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Hynautic hydraulic steering.

Discussion in 'Cabo Yacht' started by Jrms80, Dec 7, 2015.

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  1. captholli

    captholli Senior Member

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    Ahhhh, So now I think that I know what your saying, Unlike the post #16 statement , The air pressure in the accumulator /reservoir uses a air cell-bladder to pressurize the fluid in the system to allow the hydraulics to position the actuator? So its fluid that does this and not pneumatics correct? Its not like lets say a Kobelt system? I was a bit confused with the information in #16
    Last edited: Dec 19, 2015
  2. Marmot

    Marmot Senior Member

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    The pressure on each side of the actuator is the same when at rest. The force used to move the control provides the differential pressure that moves the actuator. It is a simple pair of double acting hydraulic cylinders where the fluid leaving the "tank" side of an actuator cylinder goes back to the tank (reservoir) that refills the opposite side of the control cylinder. When the movement of the control is reversed, the flow reverses. In one direction a cylinder port is pressure and the other is tank, in the other direction those labels are reversed.

    If the tank did not exist and no fluid reservoir was provided the system would work just as well until air leakage into the return side made it too spongy to be reliable. The air pressure on top of the hydraulic fluid (water/glycol in this case) is to provide a substantial buffer against air leaking into the system ... there is no way it can possibly boost or "assist" the movement of an actuator. This is hydraulics at its most fundamental level.
  3. T.T.

    T.T. Senior Member

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    Disassembly of an actuator would reveal a double pilot check valve. I have had the check valve seize up, possibly due to the use of the wrong fluid. I also found severe corrosion in the reservoir. 50/50 glycol and distilled water is the prescribed fluid.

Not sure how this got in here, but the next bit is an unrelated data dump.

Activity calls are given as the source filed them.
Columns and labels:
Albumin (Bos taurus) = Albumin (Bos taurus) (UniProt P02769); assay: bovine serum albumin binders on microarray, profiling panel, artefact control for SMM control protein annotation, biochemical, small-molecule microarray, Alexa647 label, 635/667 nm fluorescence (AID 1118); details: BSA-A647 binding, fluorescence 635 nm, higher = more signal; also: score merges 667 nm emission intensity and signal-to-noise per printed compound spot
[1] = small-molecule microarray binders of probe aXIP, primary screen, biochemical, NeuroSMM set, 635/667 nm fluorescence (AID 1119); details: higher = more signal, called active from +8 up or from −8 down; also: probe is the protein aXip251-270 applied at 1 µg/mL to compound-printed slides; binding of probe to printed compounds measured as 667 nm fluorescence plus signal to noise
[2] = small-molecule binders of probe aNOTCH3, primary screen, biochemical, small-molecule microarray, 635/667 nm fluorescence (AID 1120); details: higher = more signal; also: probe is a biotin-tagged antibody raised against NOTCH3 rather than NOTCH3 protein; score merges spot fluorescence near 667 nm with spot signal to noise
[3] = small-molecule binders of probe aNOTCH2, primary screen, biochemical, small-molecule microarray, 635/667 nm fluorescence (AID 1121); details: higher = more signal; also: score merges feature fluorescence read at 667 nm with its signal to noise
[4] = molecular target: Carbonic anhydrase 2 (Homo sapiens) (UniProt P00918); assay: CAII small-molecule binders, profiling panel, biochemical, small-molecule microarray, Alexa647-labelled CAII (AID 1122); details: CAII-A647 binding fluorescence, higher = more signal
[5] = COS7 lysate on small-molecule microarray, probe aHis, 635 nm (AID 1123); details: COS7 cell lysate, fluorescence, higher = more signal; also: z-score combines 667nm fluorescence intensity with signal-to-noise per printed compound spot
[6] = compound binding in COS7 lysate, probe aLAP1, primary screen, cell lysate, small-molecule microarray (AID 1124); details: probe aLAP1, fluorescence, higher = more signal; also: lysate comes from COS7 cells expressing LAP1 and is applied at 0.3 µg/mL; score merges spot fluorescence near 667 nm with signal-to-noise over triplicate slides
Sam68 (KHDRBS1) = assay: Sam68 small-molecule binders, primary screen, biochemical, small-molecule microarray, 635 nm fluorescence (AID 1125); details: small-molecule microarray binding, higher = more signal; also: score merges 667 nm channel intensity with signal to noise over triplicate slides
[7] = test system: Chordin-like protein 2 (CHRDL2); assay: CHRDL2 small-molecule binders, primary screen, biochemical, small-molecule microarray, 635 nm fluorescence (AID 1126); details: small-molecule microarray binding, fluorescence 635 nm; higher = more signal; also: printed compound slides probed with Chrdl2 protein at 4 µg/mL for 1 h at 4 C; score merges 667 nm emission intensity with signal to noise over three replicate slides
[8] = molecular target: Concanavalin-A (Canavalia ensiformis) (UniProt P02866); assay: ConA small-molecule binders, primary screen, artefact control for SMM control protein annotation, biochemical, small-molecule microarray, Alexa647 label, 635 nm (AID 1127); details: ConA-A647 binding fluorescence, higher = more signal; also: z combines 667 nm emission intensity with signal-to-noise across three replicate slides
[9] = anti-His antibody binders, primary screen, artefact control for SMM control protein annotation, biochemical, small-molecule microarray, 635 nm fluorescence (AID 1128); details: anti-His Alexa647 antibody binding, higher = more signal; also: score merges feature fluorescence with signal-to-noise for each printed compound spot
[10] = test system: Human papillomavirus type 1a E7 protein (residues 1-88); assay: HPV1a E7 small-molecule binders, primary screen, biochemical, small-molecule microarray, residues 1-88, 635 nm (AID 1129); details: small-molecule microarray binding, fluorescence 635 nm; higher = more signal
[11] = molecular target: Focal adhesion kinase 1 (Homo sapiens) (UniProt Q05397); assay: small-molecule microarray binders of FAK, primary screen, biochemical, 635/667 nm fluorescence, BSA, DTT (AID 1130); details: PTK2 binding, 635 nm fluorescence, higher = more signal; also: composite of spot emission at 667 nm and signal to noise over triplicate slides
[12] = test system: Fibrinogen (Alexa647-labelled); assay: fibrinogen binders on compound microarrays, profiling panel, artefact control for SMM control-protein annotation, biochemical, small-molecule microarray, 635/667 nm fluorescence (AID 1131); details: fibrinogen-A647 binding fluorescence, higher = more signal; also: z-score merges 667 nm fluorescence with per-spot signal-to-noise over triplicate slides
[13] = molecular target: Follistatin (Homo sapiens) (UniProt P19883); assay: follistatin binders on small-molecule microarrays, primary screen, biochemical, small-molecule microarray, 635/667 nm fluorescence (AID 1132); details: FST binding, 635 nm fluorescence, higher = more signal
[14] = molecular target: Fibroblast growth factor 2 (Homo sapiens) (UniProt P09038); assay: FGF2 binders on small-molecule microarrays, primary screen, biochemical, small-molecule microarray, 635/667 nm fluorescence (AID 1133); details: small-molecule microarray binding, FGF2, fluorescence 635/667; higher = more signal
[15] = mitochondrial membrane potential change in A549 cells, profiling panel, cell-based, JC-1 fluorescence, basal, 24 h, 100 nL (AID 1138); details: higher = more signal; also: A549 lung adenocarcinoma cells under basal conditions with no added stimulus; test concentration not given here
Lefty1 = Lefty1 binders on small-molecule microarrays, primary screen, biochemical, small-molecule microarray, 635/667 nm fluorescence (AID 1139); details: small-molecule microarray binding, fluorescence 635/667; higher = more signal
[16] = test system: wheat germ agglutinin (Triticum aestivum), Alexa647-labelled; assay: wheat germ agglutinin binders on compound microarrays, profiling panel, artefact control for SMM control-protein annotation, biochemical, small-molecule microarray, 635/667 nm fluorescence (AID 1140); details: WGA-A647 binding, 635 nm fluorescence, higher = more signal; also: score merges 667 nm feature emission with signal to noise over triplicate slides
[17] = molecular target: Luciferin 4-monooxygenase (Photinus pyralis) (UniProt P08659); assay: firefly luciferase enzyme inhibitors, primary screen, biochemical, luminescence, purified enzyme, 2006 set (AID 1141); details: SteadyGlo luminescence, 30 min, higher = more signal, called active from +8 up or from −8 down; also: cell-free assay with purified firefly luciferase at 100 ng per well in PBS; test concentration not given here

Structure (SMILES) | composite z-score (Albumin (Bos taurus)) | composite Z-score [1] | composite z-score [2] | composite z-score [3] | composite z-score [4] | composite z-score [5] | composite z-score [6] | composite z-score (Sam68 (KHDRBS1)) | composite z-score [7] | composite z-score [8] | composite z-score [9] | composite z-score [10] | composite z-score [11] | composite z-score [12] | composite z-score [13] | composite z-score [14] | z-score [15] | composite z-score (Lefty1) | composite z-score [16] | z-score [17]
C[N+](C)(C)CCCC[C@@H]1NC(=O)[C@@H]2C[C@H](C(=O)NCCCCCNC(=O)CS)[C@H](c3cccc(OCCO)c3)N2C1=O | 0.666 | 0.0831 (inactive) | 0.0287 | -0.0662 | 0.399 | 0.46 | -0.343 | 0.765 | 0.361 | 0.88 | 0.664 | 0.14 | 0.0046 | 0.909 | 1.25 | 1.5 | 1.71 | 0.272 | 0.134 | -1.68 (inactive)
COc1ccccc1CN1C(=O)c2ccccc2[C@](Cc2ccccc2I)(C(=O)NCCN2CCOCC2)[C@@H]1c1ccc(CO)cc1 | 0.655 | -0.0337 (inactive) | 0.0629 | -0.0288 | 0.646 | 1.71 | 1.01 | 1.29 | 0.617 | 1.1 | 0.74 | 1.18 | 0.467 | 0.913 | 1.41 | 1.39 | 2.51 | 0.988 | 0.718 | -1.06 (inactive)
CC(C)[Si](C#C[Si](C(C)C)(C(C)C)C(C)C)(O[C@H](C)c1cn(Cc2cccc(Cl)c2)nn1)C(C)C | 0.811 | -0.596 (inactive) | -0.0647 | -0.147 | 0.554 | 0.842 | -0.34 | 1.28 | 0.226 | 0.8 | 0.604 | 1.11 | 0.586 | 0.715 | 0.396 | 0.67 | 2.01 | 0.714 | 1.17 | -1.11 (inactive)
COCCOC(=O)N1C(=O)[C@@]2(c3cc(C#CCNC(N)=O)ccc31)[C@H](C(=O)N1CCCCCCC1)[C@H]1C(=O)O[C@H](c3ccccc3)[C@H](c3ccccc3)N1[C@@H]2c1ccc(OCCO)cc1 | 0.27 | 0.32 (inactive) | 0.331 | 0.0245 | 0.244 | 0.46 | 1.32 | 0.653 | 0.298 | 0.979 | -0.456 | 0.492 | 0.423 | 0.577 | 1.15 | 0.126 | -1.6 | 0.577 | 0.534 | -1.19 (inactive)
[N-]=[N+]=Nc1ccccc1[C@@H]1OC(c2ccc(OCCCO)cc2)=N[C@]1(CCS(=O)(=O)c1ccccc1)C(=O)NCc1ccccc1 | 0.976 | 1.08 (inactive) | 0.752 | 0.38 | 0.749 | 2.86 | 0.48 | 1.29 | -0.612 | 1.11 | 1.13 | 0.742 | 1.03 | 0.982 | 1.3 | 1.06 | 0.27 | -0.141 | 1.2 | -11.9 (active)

4. Capt J

    Capt J Senior Member

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    I buy the fluid from Hynautic and it comes in a gallon jug already pre-mixed, you just pour it in. It seems to solve these corrossion issues as I haven't seen them and for as little as you use 1-2 gallons in most systems it's well worth it. The biggest issue I've seen is the filter screen at the resevoir gets plugged up with debris making shifting and throttling take A LOT more effort and needs to be cleaned if you disassemble the system. I've also seen the resevoir fail at the lid crimp a few times and allow the air to leak out. But, needless to say this is a thread about steering that somehow got derailed with hynautic engine controls. 5
  5. Marmot

    Marmot Senior Member

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    Not really, post #16 referred to the engine actuators and was followed by some erroneous thoughts about how the system works and why the engine actuators use higher pressure.

    This is a forum for sharing information. Correcting false information and busting myths about the topic under discussion is hardly "derailing" a thread.
  6. Capt J

    Capt J Senior Member

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    Correcting erroneous posts, yes I agree. But, the thread was about an Origional posters post was about hynautic STEERING on his cabo and how that worked. Somehow the thread got into hynautic controls at post 15 which isn't what the thread was about to begin with or what the OP was asking, however all of his questions were answered long before that.
  7. Jrms80

    Jrms80 Member

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    I will say that these threads certainly become entertaining as well as educational! Good thing for me (and possibly the group) I didn't buy a boat any more complicated.